Monday, 24 January 2011

The Ministry of Blades : A Frosty Reception at the Ministry (an Untold Tale of the Ministry)

April blows up a door; Antonia kills a chair

Played

16th December 2010.

Dramatis Personae

Lady Antonia deVore - a Heavily-armed Aristocrat.
Captain Benson Curruthers - a Military Policeman.
Miss April Sharpe - a Self-taught Inventor.
Jack Prentiss - a Dodgy Pedestrian.
A Bad-tempered Norwegian Sprite.
Assorted Notables and Minions of the Ministry.

Plot

It had been a warm, wet winter and it was particularly foggy as the team returned to the Ministry on Christmas Eve. Delayed by the wrap-up for a persistent case, they were anxious to get back into the warmth, where the annual Christmas Dinner was being held. They were somewhat bemused to discover the building dark and locked-up.

Trying the front door, they became aware that it was much colder than the outside air. It was locked. The windows were dark and, on close examination, seemed to be frosted on the inside. Finding the main gates to the yard locked as well, the team ventured to the alley behind the building with the intention of climbing over the wall. The yard itself seemed fine, if quiet, and the horses in the stables were wrapped up warm against the cold. Checking the carriages and other equipment, they uncovered some warm clothing and blankets and, assuming the cold extended throughout the building, undertook appropriate preparations.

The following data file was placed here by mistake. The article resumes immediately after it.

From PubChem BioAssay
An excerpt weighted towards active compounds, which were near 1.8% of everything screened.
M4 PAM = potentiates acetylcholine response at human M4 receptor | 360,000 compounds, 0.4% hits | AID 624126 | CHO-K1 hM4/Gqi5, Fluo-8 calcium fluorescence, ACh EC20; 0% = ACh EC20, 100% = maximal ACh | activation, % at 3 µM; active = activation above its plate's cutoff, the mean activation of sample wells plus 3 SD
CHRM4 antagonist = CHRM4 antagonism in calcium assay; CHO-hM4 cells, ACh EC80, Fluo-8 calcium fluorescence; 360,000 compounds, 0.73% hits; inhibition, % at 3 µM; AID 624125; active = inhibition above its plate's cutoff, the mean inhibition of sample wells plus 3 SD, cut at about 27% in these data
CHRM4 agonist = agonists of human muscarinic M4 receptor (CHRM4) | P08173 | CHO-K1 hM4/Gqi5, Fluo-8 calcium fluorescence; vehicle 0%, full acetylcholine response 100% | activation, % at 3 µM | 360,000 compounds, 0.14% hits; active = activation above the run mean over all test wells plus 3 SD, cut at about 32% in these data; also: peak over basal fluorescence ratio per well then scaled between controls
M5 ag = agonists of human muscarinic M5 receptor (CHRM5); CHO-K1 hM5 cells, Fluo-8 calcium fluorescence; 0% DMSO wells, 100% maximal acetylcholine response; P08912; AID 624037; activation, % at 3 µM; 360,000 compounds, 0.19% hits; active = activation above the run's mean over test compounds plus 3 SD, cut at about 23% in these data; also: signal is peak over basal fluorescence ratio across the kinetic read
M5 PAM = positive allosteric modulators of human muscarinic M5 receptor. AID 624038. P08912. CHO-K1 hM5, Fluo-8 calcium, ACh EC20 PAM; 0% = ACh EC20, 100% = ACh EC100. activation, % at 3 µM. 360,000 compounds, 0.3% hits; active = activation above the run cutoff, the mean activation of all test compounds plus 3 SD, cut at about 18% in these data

The back door was locked, but Prentiss had little difficulty forcing it open, letting the group into the kitchen. The room had been abandoned, although half-prepared food lay on the tables. The oven was cold and there was no sign of the staff. Everything was covered in frost. Choosing a door at random (this not being an area any of them were familiar with), they ventured into the central lobby of the building. Everything was covered in a thin layer of ice and the carpet crunched underfoot. The gas lights were turned on, but no gas issued from the tubes and they were cold and dark.

Curruthers took the lead as they headed for the main staircase to the first floor and was the first to be attacked by the zombies. Prentiss, at the rear, found more and battle broke out. The walking dead were frozen solid and difficult to damage, but tended to shatter when a solid hit was made. Making short work of the corpses, one of which was recognizable as the werewolf they killed in Highgate Cemetery, they reached the balcony. The ice was thicker here, coating the doors, walls and other woodwork. It was several inches thick on the doors to the Library and Council Chambers, which is where the dinner was to be held.

Deciding they needed heavier tools, they headed for the basement stores, getting distracted momentarily by the possibility of getting gunpowder from the armoury. Unfortunately, the doors were too well secured, so they fell back on the original plan of making use of picks and hammers.

Returning to the Library door, they set to work. Prentiss smashed a lot of ice off the door, fatiguing himself, but allowing them entry. The ice inside was thicker towards the door of the Council Chamber, but nothing could be heard. They spent some time examining the room for signs of summoning or of other dodgy books, but it seemed Madame Delgal had been tidying with her usual efficiency.